The Charlotte Area Transit System has recommended the city buy six modern Siemens S70 streetcars for the second phase of the Gold Line.
The S70 streetcars are hybrids, meaning they can operate for a short period on battery power, so the city won’t have to build overhead wiring on some parts of the line, such as the intersection of Trade and Tryon.
If City Council approves, CATS would spend $41 million on the streetcars, which would replace the green and yellow replica trolleys used today.
The original plan was to buy seven streetcars, with two of them used as spares.
But because initial bids on the 2.5-mile streetcar extension were much higher than projected, CATS has been cutting costs to get the streetcar under budget. Under the plan, there will be one streetcar in reserve.
Siemens is also the manufacturer of the Lynx Blue Line vehicles, which are also S70 vehicles.
The Gold Line S70 vehicles would be shorter. And CATS is still designing how the seats on the interior will be laid out on the Gold Line vehicles, so they might be different than in the Lynx Blue Line cars. The Gold Line vehicles could be used for the Blue Line if CATS ever needed extra capacity for large events.
CATS chose Siemens over another bidder, Pennsylvania-based Brookville. Switzerland-based Stadler, another manufacturer, originally expressed interest but did not submit a final proposal.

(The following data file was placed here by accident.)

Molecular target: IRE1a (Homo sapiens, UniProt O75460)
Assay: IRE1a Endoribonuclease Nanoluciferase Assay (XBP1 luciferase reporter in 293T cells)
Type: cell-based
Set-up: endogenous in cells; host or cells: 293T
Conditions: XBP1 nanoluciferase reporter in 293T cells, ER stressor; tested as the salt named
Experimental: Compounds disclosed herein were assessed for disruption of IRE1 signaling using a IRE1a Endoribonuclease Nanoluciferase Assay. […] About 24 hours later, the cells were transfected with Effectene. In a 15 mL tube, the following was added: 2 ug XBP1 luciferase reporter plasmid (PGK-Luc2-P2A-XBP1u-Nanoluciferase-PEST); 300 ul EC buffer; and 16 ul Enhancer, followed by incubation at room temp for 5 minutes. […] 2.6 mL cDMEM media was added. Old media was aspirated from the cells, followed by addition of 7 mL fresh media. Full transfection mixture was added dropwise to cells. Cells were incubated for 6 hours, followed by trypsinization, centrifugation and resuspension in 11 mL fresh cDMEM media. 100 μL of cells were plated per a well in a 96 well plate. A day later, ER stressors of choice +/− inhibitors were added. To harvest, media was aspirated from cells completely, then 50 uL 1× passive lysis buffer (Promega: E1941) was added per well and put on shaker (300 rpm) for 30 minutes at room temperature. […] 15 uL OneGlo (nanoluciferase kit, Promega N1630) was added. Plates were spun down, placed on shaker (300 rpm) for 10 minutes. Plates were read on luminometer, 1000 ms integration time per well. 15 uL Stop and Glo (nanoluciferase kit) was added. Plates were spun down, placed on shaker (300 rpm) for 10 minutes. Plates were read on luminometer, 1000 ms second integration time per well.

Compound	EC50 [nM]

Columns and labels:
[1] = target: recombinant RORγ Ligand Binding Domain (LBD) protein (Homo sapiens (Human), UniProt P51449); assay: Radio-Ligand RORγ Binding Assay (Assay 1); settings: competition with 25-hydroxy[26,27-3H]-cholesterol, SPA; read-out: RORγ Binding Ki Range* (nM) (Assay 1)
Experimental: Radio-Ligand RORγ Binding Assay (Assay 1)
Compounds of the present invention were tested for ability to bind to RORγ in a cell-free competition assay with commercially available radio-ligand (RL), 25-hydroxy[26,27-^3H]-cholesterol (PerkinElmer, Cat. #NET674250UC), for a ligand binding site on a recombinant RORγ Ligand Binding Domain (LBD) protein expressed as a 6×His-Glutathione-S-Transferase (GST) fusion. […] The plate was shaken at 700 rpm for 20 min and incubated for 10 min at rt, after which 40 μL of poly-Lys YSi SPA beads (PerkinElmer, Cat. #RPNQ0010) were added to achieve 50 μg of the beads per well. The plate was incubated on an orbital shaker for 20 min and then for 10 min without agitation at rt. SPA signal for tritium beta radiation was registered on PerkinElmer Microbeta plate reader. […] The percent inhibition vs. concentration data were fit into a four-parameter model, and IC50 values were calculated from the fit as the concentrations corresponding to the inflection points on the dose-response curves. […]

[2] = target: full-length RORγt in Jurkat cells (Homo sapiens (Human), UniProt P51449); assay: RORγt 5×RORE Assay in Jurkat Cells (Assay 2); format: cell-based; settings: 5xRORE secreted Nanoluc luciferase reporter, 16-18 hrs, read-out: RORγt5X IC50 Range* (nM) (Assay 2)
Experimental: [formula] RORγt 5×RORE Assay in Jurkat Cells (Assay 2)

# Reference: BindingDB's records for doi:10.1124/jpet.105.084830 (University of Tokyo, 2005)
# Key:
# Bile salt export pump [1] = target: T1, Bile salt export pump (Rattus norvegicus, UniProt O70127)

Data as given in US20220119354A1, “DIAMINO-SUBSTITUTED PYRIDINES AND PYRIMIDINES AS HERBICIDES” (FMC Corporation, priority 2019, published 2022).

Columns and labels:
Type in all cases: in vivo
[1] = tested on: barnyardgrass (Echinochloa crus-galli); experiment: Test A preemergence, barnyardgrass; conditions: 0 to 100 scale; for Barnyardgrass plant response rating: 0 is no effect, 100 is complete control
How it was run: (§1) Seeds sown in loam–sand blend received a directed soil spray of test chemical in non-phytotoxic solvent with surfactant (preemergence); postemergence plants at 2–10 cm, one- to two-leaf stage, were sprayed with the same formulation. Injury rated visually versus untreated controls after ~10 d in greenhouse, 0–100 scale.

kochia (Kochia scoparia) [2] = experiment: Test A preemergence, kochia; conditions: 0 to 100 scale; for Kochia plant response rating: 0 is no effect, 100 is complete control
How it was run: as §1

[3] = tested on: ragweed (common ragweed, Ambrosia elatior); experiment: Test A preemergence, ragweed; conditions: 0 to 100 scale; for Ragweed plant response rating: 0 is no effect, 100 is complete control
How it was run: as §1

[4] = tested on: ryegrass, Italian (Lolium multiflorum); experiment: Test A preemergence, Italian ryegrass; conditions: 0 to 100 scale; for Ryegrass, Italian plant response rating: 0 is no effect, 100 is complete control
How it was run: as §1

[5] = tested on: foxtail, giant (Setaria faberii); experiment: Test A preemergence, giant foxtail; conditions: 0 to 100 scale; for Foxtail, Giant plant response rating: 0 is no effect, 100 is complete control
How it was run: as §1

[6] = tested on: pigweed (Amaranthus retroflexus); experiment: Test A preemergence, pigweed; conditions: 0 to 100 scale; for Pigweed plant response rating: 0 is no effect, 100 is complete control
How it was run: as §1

The first phase of the streetcar project opened last summer, a 1.5-mile trip from Spectrum Center to Novant Health Presbyterian Medical Center.
The second phase will add 2.5 miles to the line, extending it to Sunnyside Avenue to the east and Johnson C. Smith University to the west. The budget for the second phase is $150 million, with the federal government paying half.
Construction is scheduled to begin Jan. 23. It’s scheduled to open in August 2020.
In July, the city opened bids from two construction firms that were significantly over the CATS budget for the Gold Line. One bid was more than 30 percent over budget, and the other was 40 percent too high.
A month later, the city recommended that the project be put out to bid again, though the city cut some work from the project. The city also made some changes, such as giving the contractor more flexibility to close streets. The city received four bids on Nov. 1.
CATS has recommended council members approve a bid from Johnson Bros. Corp. for $94.08 million – $29 million lower than lowest bid from July.
David McDonald, a transit planning manager for CATS, also said he thinks the contractors were willing to do the job for less.
“We think there was a little more hunger out there this time,” he said.
Republican council members Kenny Smith and Ed Driggs were worried Monday that the city doesn’t have enough of a contingency in case problems arise. It’s common on complicated rail projects for there to be change orders.
“It sounds like we’ll be up against it on our contingency,” Smith said. “I’m nervous we won’t be adequately covered.”
City engineer Jeb Blackwell said 85 percent of the city’s construction projects are finished with money still in the contingency budget. But he agreed with Smith that the second phase of the streetcar is more complicated than a typical project.
“There is risk in doing this,” he said. “We have had a lot of utility problems on the Blue Line Extension. Normally we are staying under the award amount. But I can also say 85 percent isn’t 100 percent.”
Having hybrid vehicles can allow CATS to avoid having overhead wires along all of the streetcar line.